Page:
Mehruss Jon Ahi and Armen Karaoghlanian
January 19, 2018
The television show, Mindhunter, created by Joe Penhall and executive produced and directed by David Fincher, is one of the most visually distinctive shows and for good reason. David Fincher’s filmography has become something that we aren’t used to seeing. From the Cinematography to the Production Design, Fincher has achieved a level of mastery that other films and television shows do not seem to have.
Based primarily in Pittsburgh, Pennsylvania, the show depicts incredible locations and interior spaces, such as a variety of interrogation rooms that are both visually stunning and exceptionally detailed.
In an exclusive interview with Interiors, we spoke with Steve Arnold, who is the Production Designer for Mindhunter. The images are property of Steve Arnold and his team.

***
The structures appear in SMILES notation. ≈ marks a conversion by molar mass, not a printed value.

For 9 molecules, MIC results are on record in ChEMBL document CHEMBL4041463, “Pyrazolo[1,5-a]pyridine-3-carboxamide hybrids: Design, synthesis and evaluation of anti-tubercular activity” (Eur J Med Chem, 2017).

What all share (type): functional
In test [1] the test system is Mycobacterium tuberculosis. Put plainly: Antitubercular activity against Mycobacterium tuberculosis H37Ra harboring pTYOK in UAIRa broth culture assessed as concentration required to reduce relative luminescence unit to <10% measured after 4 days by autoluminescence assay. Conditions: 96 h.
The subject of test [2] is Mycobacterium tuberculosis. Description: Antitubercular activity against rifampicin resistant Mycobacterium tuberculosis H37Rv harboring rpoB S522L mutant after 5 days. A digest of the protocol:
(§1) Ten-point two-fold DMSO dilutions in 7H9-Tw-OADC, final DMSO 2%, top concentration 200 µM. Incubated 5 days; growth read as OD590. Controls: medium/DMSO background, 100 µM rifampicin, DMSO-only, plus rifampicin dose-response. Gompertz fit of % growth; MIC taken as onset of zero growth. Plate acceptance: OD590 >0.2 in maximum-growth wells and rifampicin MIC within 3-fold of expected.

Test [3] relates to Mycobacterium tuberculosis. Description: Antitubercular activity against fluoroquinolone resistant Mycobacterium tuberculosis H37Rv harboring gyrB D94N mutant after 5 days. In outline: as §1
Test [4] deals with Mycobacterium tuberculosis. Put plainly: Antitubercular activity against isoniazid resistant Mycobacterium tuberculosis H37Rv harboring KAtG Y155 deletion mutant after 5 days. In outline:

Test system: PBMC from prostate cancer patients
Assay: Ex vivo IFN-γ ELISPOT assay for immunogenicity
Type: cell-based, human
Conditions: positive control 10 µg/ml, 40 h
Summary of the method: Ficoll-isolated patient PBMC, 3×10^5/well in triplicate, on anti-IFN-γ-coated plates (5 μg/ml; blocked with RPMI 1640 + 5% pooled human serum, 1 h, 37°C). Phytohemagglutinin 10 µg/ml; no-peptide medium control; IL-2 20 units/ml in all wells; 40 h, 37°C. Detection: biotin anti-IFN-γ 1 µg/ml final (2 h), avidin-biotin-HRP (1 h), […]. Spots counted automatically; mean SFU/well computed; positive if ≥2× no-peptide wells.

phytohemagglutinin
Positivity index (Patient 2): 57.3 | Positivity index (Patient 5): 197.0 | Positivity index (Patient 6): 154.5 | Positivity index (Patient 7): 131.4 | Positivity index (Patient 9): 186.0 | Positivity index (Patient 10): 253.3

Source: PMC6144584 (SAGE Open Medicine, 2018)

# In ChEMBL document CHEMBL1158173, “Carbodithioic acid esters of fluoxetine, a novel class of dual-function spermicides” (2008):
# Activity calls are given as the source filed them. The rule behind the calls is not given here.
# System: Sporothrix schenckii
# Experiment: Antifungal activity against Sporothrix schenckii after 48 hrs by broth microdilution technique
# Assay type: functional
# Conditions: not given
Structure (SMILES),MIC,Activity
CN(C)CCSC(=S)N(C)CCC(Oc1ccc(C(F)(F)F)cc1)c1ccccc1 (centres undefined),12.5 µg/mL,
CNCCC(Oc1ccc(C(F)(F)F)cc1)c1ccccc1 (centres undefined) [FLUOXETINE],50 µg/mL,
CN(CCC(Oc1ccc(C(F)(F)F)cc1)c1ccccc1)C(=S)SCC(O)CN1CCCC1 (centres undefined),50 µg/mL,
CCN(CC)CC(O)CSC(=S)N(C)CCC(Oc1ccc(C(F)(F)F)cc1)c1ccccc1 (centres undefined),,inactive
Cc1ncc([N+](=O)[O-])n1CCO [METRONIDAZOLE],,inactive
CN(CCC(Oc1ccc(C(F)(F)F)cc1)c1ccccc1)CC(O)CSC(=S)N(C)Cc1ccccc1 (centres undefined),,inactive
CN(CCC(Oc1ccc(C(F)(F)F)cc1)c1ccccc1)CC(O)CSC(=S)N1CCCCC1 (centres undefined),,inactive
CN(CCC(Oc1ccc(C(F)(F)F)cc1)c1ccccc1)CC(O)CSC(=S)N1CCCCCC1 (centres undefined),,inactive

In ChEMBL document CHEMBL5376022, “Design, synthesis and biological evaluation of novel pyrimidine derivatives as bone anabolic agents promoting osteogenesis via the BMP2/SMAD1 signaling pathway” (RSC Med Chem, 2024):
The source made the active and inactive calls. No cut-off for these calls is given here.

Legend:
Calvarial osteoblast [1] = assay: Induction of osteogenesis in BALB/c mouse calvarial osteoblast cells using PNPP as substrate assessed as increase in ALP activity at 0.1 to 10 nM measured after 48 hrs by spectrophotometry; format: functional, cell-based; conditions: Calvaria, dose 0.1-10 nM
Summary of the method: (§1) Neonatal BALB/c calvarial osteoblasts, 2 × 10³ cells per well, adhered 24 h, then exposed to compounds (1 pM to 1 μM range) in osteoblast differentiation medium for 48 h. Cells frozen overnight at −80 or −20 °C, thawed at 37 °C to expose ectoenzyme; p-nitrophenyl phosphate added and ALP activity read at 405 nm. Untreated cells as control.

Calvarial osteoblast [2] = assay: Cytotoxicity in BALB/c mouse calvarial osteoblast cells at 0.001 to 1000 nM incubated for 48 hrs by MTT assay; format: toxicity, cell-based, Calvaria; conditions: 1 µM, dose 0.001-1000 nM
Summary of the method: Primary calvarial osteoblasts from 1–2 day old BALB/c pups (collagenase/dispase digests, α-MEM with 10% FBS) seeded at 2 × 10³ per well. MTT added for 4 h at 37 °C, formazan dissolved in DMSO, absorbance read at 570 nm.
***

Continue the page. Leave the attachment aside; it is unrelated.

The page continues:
Read the full interview
January 15, 2018
Perfect Organism: The Alien Saga Podcast
As Alien fans, we’ve become used to change. Different directors; different scripts; different planets; different eras; different timelines; even different film studios. With everything so constantly in flux, it’s easy to forget that Alec Gillis and Tom Woodruff, Jr. have been there since nearly the very beginning. From their pioneering work on Aliens, to the foundation of the legendary Amalgamated Dynamics, Inc., Gillis and Woodruff have been at the vanguard of the effects industry for more than three decades.
In this exclusive, unprecedented interview, our very own JM Prater visited Gillis and Woodruff at Studio ADI in Hollywood for a sit-down conversation about their love for the Alien Saga, their relationships with the fans, and much, much more.
Listen to the full interview (01:18:40)
“So everybody bitches and moans about how many takes… People I’ve never even met complain about how many takes I shoot.”
Dustin & Adam Koski
January 9, 2018
January 4, 2018
Film Music Magazine